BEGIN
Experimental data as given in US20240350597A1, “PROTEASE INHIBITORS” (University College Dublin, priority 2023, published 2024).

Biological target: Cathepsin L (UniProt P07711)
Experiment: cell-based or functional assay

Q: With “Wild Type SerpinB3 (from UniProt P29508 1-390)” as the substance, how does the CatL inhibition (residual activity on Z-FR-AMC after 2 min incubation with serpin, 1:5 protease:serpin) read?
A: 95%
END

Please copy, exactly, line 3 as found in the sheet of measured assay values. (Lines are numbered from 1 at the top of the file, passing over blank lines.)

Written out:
Experiment: cell-based or functional assay